If you missed Part I, you can read it here.
Several years ago I shared the amazing story of our home in Arkansas selling so quickly with a group of friends and after I'd finished, one friend asked: "Oh, do you just LOVE your home in Colorado?" And I cringed. Because honestly? No. I don't love it. Some days I struggle to even like it.
Most people think that's such a weird thing to say. Some have even asked why in the world we would buy a home we didn't love. It's a fair question.
After we sold our home in Arkansas, we began to quickly search for a home to buy (or rent) in Colorado. We had a nice down payment, but with houses selling for double/triple what we were used to, we were looking at a pretty large mortgage. We'd also taken a pay cut to move to Colorado. It didn't make much sense to move to a more expensive area and live on less money, but we were confident that God was in this move and that he would work out all the details. But we also knew we had to make wise decisions.
We had been out here to visit a few times and had looked at few houses with a realtor. When our Arkansas house sold, we decided to make an offer on a house we had looked at and liked on our most recent visit. It had been on the market several months and so we made a reasonably low offer. That very day, another buyer made a better offer and got the contract.
Our friends who lived here (the one that John was going to co-pastor with) called the next day and said that another house a few streets over in the same neighborhood had JUST been put on the market and the price was right. They asked if we wanted them to go look at it for us and we said yes. Armed with a digital camera they checked it out and reported back, and basically chose our house for us.
The sellers were motivated and were willing to close quickly and so we made an offer on the house-we-now-call-home SIGHT UNSEEN. Just so you know we're not completely crazy, we made our offer contingent upon approval once we arrived in Colorado. It's a pretty unorthodox way to buy a house, and I don't really recommend it.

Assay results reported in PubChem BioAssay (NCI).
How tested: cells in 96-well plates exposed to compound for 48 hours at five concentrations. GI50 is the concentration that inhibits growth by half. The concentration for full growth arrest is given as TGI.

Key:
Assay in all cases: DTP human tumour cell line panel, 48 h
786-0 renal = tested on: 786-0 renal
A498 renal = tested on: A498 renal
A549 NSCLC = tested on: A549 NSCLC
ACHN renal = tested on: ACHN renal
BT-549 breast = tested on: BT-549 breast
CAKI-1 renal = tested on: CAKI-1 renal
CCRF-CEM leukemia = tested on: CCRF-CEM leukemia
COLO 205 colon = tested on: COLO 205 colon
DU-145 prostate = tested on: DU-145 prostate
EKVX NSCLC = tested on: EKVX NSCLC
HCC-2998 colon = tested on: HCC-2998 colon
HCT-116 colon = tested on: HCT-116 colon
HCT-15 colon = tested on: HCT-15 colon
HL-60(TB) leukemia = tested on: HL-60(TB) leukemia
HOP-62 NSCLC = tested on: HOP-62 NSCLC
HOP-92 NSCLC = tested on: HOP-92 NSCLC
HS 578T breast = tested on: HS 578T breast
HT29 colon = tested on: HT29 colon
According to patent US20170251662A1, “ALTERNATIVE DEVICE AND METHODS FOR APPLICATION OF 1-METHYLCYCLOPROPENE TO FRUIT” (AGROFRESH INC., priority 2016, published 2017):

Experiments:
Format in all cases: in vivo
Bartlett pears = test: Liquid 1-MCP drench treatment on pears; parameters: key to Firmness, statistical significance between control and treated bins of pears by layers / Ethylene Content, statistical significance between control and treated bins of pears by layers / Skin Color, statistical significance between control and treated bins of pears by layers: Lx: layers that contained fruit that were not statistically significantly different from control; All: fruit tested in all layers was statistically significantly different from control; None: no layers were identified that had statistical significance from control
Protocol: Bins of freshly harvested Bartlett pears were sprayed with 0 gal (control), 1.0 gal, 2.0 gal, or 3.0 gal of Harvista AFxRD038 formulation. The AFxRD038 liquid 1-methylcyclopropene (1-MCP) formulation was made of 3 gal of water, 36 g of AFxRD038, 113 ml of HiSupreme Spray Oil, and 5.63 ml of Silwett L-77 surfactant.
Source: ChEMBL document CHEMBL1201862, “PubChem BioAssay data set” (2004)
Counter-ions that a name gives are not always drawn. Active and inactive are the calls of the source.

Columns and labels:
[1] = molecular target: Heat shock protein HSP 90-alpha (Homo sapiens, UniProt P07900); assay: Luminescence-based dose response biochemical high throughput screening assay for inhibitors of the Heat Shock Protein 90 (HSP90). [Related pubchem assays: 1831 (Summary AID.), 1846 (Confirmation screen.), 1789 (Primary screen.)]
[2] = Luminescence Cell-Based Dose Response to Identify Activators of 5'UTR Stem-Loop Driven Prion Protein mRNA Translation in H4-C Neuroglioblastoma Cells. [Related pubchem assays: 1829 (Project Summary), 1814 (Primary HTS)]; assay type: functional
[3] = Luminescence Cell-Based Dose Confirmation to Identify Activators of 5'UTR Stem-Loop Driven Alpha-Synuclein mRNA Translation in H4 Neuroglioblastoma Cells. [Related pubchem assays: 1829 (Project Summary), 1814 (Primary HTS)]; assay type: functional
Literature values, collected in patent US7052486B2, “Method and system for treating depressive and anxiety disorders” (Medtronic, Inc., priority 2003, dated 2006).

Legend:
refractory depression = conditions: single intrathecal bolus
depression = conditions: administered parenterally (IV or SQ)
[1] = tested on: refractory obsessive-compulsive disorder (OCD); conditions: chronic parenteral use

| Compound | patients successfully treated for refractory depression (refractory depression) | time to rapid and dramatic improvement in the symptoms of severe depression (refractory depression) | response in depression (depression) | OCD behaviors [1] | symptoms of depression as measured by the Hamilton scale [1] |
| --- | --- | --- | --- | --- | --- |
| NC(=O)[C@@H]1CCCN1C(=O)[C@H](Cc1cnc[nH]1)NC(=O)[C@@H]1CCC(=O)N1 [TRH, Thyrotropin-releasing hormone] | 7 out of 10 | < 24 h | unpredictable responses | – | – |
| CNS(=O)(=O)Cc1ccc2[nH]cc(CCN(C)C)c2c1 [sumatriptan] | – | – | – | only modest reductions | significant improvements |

Before we made the offer we knew that:
This house was small. Very small.
The bathrooms were carpeted. Carpeted.
The backyard wasn't finished and needed lots of work.
The basement wasn't finished either, which cut the livable space of this house in half.
Those seemed to be the biggest cons. The biggest pros were that:
This house had central air conditioning! Few houses here have it, and I'm immensely grateful ours does.
It was in a great location.
It was in a great school district.
It had curb appeal and was in a cute neighborhood with lots of kids.
And it had sidewalks. Our former neighborhood didn't and it's so much more fun for kids to ride bikes when they don't have ride in the street.
We also knew that the price was right and we strongly desired to own instead of rent. Plus, the mortgage (though double the mortgage of our previous home) was going to be cheaper than most of the rentals we had looked into. Our thought was that we could live here a few years and sell it when we found a home we really loved. I suppose we could have bought a bigger, nicer house from the get-go but we would definitely have been strapped financially. Buying this house felt like a wise financial move.
Little did we know that a year after moving here, John would resign from his job and our income would be drastically reduced. I cannot tell you how many times I've thanked God for leading us to a house that we could afford. If we'd chosen differently, I have no doubt that our financial state would be very, very different at this point in our lives. And also, if we'd chosen differently, I would probably be a working mom. Please don't hear me saying there's anything wrong with that. It's just not our desire for our family at this time in our lives.
October will mark seven years of calling this house a home. And after seven years, I still don't love this house but I do like it a little more. But that's Part III. Finding contentment.
[Side note: The realtor we worked with here to buy our home was so amazed by the way God seemed to work out every small detail of our selling/buying that he ended up visiting our church. We became friends, his family became church members, and though they moved a few years ago we still keep up with them. Cool, eh?]